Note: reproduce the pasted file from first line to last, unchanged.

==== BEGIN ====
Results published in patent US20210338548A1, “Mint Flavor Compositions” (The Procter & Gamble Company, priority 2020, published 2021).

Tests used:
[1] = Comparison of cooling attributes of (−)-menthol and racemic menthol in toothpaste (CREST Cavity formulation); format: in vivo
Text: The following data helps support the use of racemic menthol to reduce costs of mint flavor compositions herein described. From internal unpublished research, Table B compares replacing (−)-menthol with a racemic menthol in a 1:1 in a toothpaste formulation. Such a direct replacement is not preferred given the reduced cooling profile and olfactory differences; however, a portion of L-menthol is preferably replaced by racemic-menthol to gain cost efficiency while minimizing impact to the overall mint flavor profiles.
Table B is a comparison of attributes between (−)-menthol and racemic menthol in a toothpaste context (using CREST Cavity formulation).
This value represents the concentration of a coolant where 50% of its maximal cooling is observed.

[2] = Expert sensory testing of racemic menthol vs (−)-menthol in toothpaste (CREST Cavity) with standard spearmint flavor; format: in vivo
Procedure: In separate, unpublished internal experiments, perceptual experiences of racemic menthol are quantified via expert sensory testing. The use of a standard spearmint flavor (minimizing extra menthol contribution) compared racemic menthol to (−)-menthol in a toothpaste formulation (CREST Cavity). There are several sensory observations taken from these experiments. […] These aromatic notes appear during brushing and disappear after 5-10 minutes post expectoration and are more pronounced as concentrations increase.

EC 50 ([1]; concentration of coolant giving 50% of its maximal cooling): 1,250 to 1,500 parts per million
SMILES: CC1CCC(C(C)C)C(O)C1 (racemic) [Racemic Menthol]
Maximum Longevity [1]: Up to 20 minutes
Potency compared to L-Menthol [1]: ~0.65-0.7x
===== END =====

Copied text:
Results published in patent US20210338548A1, “Mint Flavor Compositions” (The Procter & Gamble Company, priority 2020, published 2021).

Tests used:
[1] = Comparison of cooling attributes of (−)-menthol and racemic menthol in toothpaste (CREST Cavity formulation); format: in vivo
Text: The following data helps support the use of racemic menthol to reduce costs of mint flavor compositions herein described. From internal unpublished research, Table B compares replacing (−)-menthol with a racemic menthol in a 1:1 in a toothpaste formulation. Such a direct replacement is not preferred given the reduced cooling profile and olfactory differences; however, a portion of L-menthol is preferably replaced by racemic-menthol to gain cost efficiency while minimizing impact to the overall mint flavor profiles.
Table B is a comparison of attributes between (−)-menthol and racemic menthol in a toothpaste context (using CREST Cavity formulation).
This value represents the concentration of a coolant where 50% of its maximal cooling is observed.

[2] = Expert sensory testing of racemic menthol vs (−)-menthol in toothpaste (CREST Cavity) with standard spearmint flavor; format: in vivo
Procedure: In separate, unpublished internal experiments, perceptual experiences of racemic menthol are quantified via expert sensory testing. The use of a standard spearmint flavor (minimizing extra menthol contribution) compared racemic menthol to (−)-menthol in a toothpaste formulation (CREST Cavity). There are several sensory observations taken from these experiments. […] These aromatic notes appear during brushing and disappear after 5-10 minutes post expectoration and are more pronounced as concentrations increase.

EC 50 ([1]; concentration of coolant giving 50% of its maximal cooling): 1,250 to 1,500 parts per million
SMILES: CC1CCC(C(C)C)C(O)C1 (racemic) [Racemic Menthol]
Maximum Longevity [1]: Up to 20 minutes
Potency compared to L-Menthol [1]: ~0.65-0.7x